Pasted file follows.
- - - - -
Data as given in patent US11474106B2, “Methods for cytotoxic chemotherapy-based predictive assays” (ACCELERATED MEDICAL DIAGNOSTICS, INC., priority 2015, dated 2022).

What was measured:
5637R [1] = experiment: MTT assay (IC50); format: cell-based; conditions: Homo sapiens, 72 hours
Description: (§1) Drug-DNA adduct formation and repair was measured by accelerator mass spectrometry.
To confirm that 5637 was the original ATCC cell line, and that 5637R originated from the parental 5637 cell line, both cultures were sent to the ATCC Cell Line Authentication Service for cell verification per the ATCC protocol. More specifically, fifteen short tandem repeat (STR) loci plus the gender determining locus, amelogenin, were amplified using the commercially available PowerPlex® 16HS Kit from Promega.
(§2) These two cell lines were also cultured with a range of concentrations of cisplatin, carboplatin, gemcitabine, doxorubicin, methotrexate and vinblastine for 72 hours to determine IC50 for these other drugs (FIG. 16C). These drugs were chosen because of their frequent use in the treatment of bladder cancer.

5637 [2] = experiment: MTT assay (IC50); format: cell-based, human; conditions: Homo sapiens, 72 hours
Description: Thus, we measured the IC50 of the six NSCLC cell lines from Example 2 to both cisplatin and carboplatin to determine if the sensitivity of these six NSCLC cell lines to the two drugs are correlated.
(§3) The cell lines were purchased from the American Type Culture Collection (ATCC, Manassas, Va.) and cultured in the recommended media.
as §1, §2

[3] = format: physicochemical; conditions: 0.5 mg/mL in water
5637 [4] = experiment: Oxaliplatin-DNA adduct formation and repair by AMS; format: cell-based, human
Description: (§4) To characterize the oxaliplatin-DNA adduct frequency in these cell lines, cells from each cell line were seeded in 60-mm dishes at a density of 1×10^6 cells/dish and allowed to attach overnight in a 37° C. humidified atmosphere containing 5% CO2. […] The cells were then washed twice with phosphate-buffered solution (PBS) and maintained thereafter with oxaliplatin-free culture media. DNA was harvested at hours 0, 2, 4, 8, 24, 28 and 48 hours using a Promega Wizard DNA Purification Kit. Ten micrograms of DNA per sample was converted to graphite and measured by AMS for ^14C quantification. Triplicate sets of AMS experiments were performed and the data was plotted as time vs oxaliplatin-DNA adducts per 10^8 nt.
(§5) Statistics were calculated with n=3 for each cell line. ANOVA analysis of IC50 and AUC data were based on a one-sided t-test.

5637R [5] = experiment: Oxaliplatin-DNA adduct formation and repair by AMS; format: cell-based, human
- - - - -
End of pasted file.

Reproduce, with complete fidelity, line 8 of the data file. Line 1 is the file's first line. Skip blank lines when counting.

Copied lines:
Description: Thus, we measured the IC50 of the six NSCLC cell lines from Example 2 to both cisplatin and carboplatin to determine if the sensitivity of these six NSCLC cell lines to the two drugs are correlated.